Since the range of outcomes considered by the bookies ranges from “strong” to “weak” conservative majority, I’m putting my money on the Liberals getting an overall majority (only 25-1 with William Hill). That seems the likeliest alternative outcome and I’ve suggested to @stevewebb1 that he gives uncle Phil six weeks notice (is he still on probation?) and get on the stump in Thornbury and Yate.
I have a side bet with Alex Cunningham, the shadow pension minister and can do a reasonable impersonation of the Vicar of Bray if the country decides Jeremy Corbyn is the man to negotiate us through Brexit.
And this is law, I will maintain
Unto my Dying Day, Sir.
That whatsoever King may reign,
I will be the Vicar of Bray, Sir!
Opportunism or agility?
There is nothing that so enrages those with political conviction as fragrant opportunism. The “u-turn” from our prime minister enrages everyone, especially the Guardian (see Rafael Behr’s article on “game-playing” – link at the bottom).
There must have been a political barometer (maybe an app) that May could consult which determined the point at which the opposition were so weak that they wouldn’t even oppose this fragrant violation of 5 year parliaments (a policy May herself voted in).
The barometer seems to have swung into “fair times ahead” as she sat in Snowdonia admiring those just getting by, going by. By happenstance I was in Maidenhead over Easter – her constituency. You don’t get many slate mines in Maidenhead and you don’t get many three star restaurants in Festiniog!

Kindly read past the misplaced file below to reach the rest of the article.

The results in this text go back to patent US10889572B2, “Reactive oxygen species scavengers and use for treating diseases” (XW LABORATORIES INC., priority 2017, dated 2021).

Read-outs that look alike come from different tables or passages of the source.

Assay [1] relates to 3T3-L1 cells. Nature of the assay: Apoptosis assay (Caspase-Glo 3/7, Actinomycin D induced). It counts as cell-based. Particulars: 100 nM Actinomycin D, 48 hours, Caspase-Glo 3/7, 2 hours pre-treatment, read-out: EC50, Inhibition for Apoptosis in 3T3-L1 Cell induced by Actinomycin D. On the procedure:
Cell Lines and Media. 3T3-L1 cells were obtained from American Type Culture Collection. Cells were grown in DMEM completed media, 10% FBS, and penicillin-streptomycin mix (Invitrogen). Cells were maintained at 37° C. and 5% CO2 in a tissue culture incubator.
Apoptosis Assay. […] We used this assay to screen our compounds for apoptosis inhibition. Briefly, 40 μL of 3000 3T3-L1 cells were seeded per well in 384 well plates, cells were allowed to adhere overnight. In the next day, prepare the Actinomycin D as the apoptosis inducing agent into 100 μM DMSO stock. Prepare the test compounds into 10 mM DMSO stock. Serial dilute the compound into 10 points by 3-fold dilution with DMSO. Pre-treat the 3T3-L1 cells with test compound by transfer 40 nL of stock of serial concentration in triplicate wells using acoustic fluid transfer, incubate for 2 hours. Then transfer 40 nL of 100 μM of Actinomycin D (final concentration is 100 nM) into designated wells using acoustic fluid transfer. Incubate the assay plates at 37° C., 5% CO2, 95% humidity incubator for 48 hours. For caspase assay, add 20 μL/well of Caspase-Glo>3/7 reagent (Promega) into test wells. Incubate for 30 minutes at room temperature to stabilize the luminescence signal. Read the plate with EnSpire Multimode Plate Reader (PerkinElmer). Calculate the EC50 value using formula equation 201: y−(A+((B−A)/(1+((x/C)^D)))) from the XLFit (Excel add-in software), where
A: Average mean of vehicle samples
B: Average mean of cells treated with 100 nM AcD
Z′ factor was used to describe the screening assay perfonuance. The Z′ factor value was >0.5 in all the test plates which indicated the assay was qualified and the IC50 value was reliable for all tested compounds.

To the point
You don’t get much credit for raising taxes if you are a Tory. Osborne couldn’t raise taxes on pensions because his own back-benchers wouldn’t let him. He thought that his back-benchers would deliver a Remain vote and forgot that a referendum includes people outside “the village”.
The fact remains that our economy owes money and all the rules laid down by Osborne have been cast aside (ostensibly to help those getting by – but in reality to get the Government by). There is nothing wrong with that – the chaos of last summer needed someone to get on with things. Now that things have calmed down, Hammond can be given some head-room to tax the self-employed, pension the self-employed and include Matthew Taylor’s missing millions into the “real economy” – e.g. tax UBER/Deliveroo etc as major employers.
All this was going through my mind, and I imagine the Pension Minister’s mind, as we drank tea in Caxton House yesterday.
Those with extreme memories will remember that in 2015, the Treasury embarked on a major review of the taxation of pensions which resulted in the implementation of the Lifetime ISA – hardly a good return on human capital employed. The plans for a restructuring of pension taxation still sit on the Treasury’s X drive; (fake news-hackers) and the fundamentals remain exactly the same as this time last year, when they were put there.